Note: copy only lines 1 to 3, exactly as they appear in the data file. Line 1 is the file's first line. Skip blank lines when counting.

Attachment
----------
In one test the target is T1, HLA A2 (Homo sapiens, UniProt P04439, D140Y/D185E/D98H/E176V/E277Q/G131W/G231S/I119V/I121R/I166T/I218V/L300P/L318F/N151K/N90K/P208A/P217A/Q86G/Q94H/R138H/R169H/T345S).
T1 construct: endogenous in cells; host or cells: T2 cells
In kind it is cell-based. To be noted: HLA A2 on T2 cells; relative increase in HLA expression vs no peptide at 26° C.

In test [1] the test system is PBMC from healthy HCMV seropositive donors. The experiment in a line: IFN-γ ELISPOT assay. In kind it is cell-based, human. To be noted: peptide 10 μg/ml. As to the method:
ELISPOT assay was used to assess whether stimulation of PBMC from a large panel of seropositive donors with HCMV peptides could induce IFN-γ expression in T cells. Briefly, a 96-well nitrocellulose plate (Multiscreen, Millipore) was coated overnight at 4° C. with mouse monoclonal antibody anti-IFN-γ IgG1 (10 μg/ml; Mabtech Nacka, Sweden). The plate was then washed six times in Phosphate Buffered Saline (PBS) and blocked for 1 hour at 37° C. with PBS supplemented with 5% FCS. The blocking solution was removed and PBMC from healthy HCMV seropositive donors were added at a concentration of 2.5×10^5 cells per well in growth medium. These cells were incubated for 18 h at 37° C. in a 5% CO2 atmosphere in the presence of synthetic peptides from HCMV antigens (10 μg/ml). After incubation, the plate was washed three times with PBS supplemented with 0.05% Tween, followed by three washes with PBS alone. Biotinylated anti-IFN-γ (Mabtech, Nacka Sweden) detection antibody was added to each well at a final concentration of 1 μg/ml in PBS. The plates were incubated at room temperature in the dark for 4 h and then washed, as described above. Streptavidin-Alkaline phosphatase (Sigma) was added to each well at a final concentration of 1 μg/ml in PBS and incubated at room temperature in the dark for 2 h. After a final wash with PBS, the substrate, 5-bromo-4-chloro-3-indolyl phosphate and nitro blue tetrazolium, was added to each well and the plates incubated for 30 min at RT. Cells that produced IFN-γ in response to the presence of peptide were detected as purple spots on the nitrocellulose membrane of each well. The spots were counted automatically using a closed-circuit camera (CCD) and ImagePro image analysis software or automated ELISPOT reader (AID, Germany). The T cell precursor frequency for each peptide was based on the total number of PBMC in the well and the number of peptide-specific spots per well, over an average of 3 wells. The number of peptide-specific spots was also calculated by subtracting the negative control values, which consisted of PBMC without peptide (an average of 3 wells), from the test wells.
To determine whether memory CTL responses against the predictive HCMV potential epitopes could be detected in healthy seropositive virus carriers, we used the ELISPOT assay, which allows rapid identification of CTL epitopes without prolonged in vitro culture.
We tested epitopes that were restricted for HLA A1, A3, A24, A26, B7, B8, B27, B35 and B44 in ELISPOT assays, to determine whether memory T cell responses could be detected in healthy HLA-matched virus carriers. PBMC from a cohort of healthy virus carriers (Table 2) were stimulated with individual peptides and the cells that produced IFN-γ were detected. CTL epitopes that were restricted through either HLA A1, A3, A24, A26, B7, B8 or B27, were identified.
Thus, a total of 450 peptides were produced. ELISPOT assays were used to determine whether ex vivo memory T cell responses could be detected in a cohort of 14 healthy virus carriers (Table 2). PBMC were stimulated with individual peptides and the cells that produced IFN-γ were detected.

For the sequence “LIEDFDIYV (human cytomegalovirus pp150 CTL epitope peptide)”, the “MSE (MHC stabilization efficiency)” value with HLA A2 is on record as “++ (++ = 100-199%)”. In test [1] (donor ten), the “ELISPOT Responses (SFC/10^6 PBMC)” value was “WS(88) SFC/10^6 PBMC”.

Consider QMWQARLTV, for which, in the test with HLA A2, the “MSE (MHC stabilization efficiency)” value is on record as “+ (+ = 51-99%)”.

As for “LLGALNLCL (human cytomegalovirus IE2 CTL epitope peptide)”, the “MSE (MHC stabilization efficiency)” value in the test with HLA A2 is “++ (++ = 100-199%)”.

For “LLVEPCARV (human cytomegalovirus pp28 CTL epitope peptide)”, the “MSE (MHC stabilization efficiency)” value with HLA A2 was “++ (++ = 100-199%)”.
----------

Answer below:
In one test the target is T1, HLA A2 (Homo sapiens, UniProt P04439, D140Y/D185E/D98H/E176V/E277Q/G131W/G231S/I119V/I121R/I166T/I218V/L300P/L318F/N151K/N90K/P208A/P217A/Q86G/Q94H/R138H/R169H/T345S).
T1 construct: endogenous in cells; host or cells: T2 cells
In kind it is cell-based. To be noted: HLA A2 on T2 cells; relative increase in HLA expression vs no peptide at 26° C.